Jag

Jag’s story – ‘Managing mum’s care during the pandemic has been excruciating.’

Jag has been caring for her mum for eight years, fighting for culturally appropriate care. The pandemic has made their struggles even worse, denying her mum essential care and having a huge detrimental effect on Jag’s own wellbeing.

Mum’s background 

My mum was diagnosed with Alzheimer’s disease and vascular dementia four years ago though she had symptoms long before that.

She’s lived on her own since Dad passed away in 2000, but she now needs 24-hour care. She can’t eat on her own, or drink or manage her personal care. She’s been completely bedridden for nearly a year.

Arranging care for Mum has been an uphill struggle. As her dementia has progressed, she has reverted to her native language, Punjabi. The council were unable to help me source Punjabi-speaking carers, meaning her care was not culturally appropriate. I’ve had to find Punjabi-speaking carers myself and provide my own Punjabi language resources. I’ve struggled at every juncture.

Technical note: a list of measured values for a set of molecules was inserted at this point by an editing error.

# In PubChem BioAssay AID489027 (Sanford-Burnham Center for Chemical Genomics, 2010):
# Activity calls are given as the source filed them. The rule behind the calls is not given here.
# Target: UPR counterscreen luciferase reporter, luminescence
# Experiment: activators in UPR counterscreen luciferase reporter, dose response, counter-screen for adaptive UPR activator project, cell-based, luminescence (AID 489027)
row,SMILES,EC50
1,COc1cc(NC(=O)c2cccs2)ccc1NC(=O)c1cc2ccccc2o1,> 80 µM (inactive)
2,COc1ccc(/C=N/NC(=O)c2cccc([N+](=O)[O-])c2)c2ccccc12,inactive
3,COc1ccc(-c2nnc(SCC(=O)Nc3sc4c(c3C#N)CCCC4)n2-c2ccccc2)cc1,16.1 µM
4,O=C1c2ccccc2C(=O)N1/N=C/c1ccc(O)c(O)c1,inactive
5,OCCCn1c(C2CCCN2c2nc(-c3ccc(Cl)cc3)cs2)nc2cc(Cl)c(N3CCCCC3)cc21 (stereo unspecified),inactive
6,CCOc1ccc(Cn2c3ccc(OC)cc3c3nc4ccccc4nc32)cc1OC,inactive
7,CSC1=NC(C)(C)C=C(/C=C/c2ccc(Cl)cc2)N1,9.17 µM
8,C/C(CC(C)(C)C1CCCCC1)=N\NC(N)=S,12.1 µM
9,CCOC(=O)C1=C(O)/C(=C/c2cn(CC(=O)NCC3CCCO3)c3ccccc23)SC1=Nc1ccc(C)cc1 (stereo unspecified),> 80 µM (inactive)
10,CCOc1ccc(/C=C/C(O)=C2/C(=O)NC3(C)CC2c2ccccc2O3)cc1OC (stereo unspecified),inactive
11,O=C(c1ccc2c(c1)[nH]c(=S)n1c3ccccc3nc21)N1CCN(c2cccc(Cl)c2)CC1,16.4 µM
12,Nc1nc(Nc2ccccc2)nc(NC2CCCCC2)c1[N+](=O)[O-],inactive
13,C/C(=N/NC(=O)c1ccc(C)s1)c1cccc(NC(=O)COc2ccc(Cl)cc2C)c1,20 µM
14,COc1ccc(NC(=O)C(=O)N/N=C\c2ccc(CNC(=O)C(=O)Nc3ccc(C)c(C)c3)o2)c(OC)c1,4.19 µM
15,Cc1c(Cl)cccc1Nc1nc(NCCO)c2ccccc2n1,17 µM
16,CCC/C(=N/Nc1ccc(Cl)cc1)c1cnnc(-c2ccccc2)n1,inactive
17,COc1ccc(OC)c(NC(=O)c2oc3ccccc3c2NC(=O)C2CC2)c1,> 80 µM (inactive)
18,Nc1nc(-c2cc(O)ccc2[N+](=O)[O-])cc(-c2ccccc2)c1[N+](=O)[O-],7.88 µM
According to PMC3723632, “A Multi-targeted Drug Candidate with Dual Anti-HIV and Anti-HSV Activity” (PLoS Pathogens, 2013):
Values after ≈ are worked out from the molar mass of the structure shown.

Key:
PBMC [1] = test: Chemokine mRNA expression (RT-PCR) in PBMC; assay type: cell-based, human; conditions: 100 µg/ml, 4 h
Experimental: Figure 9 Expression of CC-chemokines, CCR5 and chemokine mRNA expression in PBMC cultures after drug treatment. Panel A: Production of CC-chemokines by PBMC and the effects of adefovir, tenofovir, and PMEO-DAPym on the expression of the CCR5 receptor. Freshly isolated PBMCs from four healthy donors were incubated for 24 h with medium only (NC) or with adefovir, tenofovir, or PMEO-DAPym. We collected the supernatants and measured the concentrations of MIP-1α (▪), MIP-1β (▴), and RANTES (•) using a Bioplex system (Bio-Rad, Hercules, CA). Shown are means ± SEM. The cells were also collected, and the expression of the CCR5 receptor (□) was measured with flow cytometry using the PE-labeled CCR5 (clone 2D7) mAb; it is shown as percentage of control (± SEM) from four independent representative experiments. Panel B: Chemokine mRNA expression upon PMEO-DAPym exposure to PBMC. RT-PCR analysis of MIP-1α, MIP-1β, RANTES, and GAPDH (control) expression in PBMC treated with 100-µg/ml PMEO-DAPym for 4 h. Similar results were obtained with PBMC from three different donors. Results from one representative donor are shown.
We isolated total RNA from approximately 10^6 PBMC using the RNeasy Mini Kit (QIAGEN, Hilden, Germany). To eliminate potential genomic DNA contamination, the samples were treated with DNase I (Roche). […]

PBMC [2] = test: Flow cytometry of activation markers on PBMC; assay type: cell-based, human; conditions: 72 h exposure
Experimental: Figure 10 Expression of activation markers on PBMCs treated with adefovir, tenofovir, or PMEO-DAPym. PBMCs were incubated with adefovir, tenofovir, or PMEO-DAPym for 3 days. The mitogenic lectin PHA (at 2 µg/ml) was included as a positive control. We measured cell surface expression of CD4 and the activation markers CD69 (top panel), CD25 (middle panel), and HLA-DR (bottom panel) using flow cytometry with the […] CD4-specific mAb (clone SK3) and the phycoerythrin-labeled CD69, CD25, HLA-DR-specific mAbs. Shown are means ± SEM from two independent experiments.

The challenge of lockdown 

Managing Mum’s care has been challenging enough over the years but the coronavirus pandemic has made it excruciating.

Her main carer of three years wouldn’t visit because she was worried and confused and didn’t understand she was exempt from the lockdown.

I live 200 miles away, but my sister and I had to step up our visits to look after her three or four times a week.

The two other carers were new so I had to manage them every hour, which was exhausting. At first, we wore masks and gloves but this left Mum feeling like we didn’t want to be with her.

Mum also got chest sepsis during lockdown and had to be hospitalised. It was a nightmare. She was traumatised and it was a distressing ordeal for me. It was evident that information was being lost in translation between professionals. It was awful not being with her and advocating for her.

Jag and her mum

Supporting BAME communities 

The pandemic is affecting BAME communities in ways that cannot be ignored.

Government didn’t put any measures in place to educate these communities about coronavirus. The council should have sent information out to the carers so they understood they were exempt from lockdown and could continue caring for Mum. It took me a long time to make them understand that.

The main carer finally agreed to resume work after three months. This has had a profound effect on Mum.